In response, the government justified its action on two grounds: first, that the signing bonus was not clearly covered by the terms of agreements on oil revenues, and second, that the government faced an armed rebellion in the north and needed to replace two helicopters destroyed by the rebels.
Nevertheless, the World Bank reprimanded Chadian authorities for what it felt was a violation of the spirit, if not the letter, of project agreements. It also exacted a pledge that Chad would never use any oil revenues for non-economic development purposesand that it would provide a detailed accounting of the use of the remaining $20.5 million. Hence the accounting on pages 3-6 of the 2002 rapport dactivités.
RMC Committee Staff
Prime Minister and President of Chad Meet the RMC
The Committees meeting with President Deby on September 19, 2002, is significant as a measure of high level political support. After congratulating the RMC for its work, the president "recalled that the Committee is a creation of the government and that it is a source of pride for Chad because there exists nowhere else a comparable entity for monitoring and management of petroleum resources. (Emphasis added.) He [the president] emphasized that the management of the remainder of the signing bonus will be a test of how well the Committee is prepared to assume the management of future oil resources."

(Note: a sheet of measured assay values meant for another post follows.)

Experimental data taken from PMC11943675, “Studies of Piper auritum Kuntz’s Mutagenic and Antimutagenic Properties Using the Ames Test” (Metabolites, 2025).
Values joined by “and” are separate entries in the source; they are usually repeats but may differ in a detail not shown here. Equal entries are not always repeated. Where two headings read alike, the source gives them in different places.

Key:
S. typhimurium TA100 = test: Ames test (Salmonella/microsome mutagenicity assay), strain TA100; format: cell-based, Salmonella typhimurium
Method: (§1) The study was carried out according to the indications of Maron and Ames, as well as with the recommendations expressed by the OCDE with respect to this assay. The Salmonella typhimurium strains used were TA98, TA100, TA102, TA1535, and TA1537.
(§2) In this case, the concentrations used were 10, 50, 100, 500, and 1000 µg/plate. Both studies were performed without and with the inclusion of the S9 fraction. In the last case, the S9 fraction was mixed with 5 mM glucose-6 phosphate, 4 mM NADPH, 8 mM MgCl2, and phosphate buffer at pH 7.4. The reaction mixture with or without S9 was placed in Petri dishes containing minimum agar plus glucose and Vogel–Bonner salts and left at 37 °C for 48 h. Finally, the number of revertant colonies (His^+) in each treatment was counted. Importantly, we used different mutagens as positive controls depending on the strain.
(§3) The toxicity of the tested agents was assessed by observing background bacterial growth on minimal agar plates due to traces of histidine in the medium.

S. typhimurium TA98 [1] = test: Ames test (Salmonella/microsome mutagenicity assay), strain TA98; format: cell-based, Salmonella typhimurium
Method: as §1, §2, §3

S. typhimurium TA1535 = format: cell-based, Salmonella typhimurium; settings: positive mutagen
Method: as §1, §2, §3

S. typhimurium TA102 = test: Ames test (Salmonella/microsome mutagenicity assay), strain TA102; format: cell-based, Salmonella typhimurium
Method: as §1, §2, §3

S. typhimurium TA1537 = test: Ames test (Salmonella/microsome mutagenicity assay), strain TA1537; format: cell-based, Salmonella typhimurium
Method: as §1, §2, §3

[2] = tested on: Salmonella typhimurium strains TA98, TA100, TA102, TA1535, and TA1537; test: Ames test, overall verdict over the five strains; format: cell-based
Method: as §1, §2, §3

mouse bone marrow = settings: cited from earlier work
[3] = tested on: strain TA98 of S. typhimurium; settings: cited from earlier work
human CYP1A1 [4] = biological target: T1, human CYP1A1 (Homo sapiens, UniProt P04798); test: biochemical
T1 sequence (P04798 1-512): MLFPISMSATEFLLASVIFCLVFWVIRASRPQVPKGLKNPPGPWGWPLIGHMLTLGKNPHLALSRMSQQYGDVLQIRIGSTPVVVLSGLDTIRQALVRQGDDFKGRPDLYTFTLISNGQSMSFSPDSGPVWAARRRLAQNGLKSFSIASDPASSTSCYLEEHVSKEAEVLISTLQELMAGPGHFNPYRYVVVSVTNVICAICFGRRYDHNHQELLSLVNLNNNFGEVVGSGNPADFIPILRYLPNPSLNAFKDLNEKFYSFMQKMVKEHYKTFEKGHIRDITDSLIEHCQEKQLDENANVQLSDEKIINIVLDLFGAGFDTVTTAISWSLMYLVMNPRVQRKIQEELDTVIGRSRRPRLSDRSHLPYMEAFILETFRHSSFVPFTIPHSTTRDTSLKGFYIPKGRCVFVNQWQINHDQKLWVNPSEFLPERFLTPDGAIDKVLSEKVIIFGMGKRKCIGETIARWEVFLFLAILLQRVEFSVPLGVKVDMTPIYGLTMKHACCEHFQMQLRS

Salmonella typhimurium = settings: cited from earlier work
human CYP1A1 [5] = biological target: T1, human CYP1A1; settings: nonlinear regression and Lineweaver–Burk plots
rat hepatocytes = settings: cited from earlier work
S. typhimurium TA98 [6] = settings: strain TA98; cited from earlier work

The president recognized the importance of publicizing the RMCs work by asking its members "to work transparently and in collaboration with the Government, which is charged with establishing investment projects."
The overarching question now, to quote U.S. Ambassador to Chad Christopher Goldthwaite, is "...whether the law will be adhered to."